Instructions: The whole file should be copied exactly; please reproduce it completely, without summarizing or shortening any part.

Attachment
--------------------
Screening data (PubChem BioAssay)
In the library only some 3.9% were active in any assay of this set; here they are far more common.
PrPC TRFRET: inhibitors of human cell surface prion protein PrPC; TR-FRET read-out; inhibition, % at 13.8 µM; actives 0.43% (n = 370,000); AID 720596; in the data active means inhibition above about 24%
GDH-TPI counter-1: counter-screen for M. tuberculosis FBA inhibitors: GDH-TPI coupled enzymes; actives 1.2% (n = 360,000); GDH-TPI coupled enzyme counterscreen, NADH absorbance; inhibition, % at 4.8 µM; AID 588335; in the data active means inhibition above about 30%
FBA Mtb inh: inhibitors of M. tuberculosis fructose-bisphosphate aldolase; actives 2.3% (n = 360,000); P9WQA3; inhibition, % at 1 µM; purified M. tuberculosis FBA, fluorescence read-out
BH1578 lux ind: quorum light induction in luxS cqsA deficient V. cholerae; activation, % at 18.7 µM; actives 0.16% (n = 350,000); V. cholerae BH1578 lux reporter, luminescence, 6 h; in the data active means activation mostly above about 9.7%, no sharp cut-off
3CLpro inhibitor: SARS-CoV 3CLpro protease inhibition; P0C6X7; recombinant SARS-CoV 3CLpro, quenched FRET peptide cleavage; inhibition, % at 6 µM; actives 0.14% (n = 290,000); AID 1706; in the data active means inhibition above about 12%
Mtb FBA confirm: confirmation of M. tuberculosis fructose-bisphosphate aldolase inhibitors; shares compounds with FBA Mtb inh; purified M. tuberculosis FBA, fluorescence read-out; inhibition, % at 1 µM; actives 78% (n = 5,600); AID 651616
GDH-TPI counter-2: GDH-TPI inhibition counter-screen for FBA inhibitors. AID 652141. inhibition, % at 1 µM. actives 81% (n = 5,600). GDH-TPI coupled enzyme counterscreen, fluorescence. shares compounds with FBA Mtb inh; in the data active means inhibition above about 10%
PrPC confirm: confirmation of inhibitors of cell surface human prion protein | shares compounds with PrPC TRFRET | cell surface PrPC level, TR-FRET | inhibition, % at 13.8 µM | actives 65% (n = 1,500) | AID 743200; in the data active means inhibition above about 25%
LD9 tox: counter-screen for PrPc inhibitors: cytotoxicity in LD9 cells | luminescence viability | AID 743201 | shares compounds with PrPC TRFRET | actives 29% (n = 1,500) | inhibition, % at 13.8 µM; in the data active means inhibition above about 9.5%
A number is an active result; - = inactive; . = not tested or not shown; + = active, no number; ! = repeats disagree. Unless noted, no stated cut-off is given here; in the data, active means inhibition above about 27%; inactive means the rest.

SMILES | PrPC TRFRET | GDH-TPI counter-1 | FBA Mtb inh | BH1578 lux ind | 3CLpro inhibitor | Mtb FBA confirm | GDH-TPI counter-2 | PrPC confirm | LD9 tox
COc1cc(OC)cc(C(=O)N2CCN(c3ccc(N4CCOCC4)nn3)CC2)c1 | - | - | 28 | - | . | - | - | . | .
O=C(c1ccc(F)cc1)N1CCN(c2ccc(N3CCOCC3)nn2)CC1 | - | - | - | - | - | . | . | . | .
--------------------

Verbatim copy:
Screening data (PubChem BioAssay)
In the library only some 3.9% were active in any assay of this set; here they are far more common.
PrPC TRFRET: inhibitors of human cell surface prion protein PrPC; TR-FRET read-out; inhibition, % at 13.8 µM; actives 0.43% (n = 370,000); AID 720596; in the data active means inhibition above about 24%
GDH-TPI counter-1: counter-screen for M. tuberculosis FBA inhibitors: GDH-TPI coupled enzymes; actives 1.2% (n = 360,000); GDH-TPI coupled enzyme counterscreen, NADH absorbance; inhibition, % at 4.8 µM; AID 588335; in the data active means inhibition above about 30%
FBA Mtb inh: inhibitors of M. tuberculosis fructose-bisphosphate aldolase; actives 2.3% (n = 360,000); P9WQA3; inhibition, % at 1 µM; purified M. tuberculosis FBA, fluorescence read-out
BH1578 lux ind: quorum light induction in luxS cqsA deficient V. cholerae; activation, % at 18.7 µM; actives 0.16% (n = 350,000); V. cholerae BH1578 lux reporter, luminescence, 6 h; in the data active means activation mostly above about 9.7%, no sharp cut-off
3CLpro inhibitor: SARS-CoV 3CLpro protease inhibition; P0C6X7; recombinant SARS-CoV 3CLpro, quenched FRET peptide cleavage; inhibition, % at 6 µM; actives 0.14% (n = 290,000); AID 1706; in the data active means inhibition above about 12%
Mtb FBA confirm: confirmation of M. tuberculosis fructose-bisphosphate aldolase inhibitors; shares compounds with FBA Mtb inh; purified M. tuberculosis FBA, fluorescence read-out; inhibition, % at 1 µM; actives 78% (n = 5,600); AID 651616
GDH-TPI counter-2: GDH-TPI inhibition counter-screen for FBA inhibitors. AID 652141. inhibition, % at 1 µM. actives 81% (n = 5,600). GDH-TPI coupled enzyme counterscreen, fluorescence. shares compounds with FBA Mtb inh; in the data active means inhibition above about 10%
PrPC confirm: confirmation of inhibitors of cell surface human prion protein | shares compounds with PrPC TRFRET | cell surface PrPC level, TR-FRET | inhibition, % at 13.8 µM | actives 65% (n = 1,500) | AID 743200; in the data active means inhibition above about 25%
LD9 tox: counter-screen for PrPc inhibitors: cytotoxicity in LD9 cells | luminescence viability | AID 743201 | shares compounds with PrPC TRFRET | actives 29% (n = 1,500) | inhibition, % at 13.8 µM; in the data active means inhibition above about 9.5%
A number is an active result; - = inactive; . = not tested or not shown; + = active, no number; ! = repeats disagree. Unless noted, no stated cut-off is given here; in the data, active means inhibition above about 27%; inactive means the rest.

SMILES | PrPC TRFRET | GDH-TPI counter-1 | FBA Mtb inh | BH1578 lux ind | 3CLpro inhibitor | Mtb FBA confirm | GDH-TPI counter-2 | PrPC confirm | LD9 tox
COc1cc(OC)cc(C(=O)N2CCN(c3ccc(N4CCOCC4)nn3)CC2)c1 | - | - | 28 | - | . | - | - | . | .
O=C(c1ccc(F)cc1)N1CCN(c2ccc(N3CCOCC3)nn2)CC1 | - | - | - | - | - | . | . | . | .